As it turned out, the mass of air moved in and out of the lungs was less whenever helium – rather than nitrogen – was combined with oxygen (remember that helium is considerably lighter than nitrogen), and thus the work performed by the respiratory muscles was considerably less. In addition, the work carried out by the muscles was lower whenever oxygen levels were elevated, as if the respiratory muscles realised they did not have to make such strenuous efforts to pull oxygen in from the atmosphere. A reasonable broad conclusion is that performance rises whenever the load on the respiratory muscles is reduced. There are two possible reasons for this:
1. Perceived effort – the level of difficulty an athlete consciously assigns to a specific type or intensity of exercise – depends on a variety of physiological cues, including the degree of stress experienced by the respiratory system during the conduct of the exercise. If this respiratory stress is lightened, the intensity of exercise is felt to be lower, and an athlete will usually have confidence that he or she can perform at the given intensity for a longer period of time; 2. A reduced respiratory workload translates into a lower whole-body demand for oxygen during exercise (don’t forget that the respiratory muscles require oxygen during exercise too). Since the oxygen cost of exercise is reduced, an athlete will be operating at a lower fraction of VO2max and thus the duration of exercise can be increased, there being a direct inverse relationship between exercise sustainability and %VO2max.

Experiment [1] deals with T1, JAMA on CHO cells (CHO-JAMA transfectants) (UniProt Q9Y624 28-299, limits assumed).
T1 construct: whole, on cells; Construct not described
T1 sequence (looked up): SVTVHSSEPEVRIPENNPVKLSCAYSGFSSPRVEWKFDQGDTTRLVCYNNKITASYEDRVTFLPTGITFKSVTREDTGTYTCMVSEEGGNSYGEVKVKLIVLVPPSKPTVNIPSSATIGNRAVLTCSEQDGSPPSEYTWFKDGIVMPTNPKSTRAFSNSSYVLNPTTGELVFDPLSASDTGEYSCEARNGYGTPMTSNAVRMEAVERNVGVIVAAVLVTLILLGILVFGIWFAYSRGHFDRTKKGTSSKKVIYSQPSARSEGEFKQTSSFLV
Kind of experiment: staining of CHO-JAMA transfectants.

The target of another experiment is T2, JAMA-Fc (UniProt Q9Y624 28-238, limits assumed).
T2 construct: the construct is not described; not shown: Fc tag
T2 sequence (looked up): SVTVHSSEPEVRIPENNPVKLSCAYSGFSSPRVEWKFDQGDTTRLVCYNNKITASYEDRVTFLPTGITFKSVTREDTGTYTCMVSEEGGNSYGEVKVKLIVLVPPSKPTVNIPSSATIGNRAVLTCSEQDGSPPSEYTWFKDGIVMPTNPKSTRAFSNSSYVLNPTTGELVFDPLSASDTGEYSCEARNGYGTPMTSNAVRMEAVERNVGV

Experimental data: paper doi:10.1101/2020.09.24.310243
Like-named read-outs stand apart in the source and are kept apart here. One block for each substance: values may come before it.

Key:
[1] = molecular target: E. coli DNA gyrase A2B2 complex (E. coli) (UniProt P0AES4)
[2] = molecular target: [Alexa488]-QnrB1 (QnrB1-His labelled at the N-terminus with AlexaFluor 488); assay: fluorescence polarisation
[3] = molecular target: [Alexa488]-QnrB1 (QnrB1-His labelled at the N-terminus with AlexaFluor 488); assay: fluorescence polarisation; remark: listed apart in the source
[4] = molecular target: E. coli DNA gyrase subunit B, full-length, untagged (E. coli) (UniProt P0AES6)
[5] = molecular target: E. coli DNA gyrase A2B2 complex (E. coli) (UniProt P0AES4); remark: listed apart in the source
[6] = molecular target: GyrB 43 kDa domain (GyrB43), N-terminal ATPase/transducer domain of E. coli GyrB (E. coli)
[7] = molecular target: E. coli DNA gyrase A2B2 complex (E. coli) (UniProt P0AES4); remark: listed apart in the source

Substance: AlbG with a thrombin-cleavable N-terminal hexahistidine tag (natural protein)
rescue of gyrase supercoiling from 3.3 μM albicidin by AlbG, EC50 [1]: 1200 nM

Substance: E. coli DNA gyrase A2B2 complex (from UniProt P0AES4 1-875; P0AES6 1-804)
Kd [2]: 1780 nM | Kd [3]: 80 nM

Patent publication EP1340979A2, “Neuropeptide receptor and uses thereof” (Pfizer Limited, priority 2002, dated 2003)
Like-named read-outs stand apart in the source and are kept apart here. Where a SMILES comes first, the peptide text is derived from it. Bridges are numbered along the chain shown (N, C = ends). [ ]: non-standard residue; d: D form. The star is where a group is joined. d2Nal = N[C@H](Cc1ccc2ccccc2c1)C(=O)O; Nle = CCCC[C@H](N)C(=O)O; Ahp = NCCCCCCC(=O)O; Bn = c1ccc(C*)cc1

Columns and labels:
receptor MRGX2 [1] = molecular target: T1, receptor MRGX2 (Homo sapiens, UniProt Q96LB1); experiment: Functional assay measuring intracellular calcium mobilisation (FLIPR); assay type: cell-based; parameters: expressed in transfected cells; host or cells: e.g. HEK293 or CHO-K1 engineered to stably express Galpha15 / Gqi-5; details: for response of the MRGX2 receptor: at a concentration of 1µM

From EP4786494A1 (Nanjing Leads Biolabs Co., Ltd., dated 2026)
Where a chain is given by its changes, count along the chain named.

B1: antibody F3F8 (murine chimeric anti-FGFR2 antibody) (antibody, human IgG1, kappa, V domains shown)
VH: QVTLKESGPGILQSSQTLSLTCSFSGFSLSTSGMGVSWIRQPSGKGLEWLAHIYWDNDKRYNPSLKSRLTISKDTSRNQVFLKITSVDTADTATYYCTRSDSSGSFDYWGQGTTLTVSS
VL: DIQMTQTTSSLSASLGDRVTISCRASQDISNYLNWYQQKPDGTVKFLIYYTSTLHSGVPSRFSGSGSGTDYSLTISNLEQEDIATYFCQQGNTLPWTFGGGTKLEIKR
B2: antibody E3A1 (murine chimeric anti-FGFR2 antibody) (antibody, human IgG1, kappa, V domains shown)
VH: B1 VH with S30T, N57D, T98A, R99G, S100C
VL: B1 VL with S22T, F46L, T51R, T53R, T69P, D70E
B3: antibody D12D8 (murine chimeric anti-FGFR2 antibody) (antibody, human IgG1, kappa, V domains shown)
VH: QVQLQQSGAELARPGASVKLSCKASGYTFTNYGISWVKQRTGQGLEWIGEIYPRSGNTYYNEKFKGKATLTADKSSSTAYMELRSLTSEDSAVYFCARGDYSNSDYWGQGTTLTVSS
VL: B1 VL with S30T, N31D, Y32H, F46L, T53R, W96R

The risk of haemoglobin desaturation
There is one other key reason why oxygen supplementation can work. Interestingly enough, some athletes who are able to sustain exercise at very high intensities experience ‘desaturation’ of their haemoglobin (ie, the amount of oxygen bound to haemoglobin declines) when they work very strenuously under normoxic conditions; (remember that haemoglobin is the red blood cell compound that actually ‘carries’ oxygen through the blood). In theory, these accomplished athletes might benefit from breathing in high-oxygen gas mixtures as they train at very high intensities, since, under such conditions, it would be less likely that their haemoglobin would become desaturated with O2, and thus oxygen could be supplied at higher rates to working muscles.
To check out this possibility, researchers at the University of Florida divided 20 healthy male athletes into two groups:
a ‘trained’ group of 13, with an average VO2max of 56.5 ml/(kg-min);
a ‘highly trained’ group of seven with an average VO2max of 70.1 ml/(kg-min).
Members of the latter group were known to experience exercise-related haemoglobin desaturation, which was defined as a condition in which the percentage of oxygen bound to haemoglobin fell to 92% or below (the ‘normal’ or resting value being about 97%).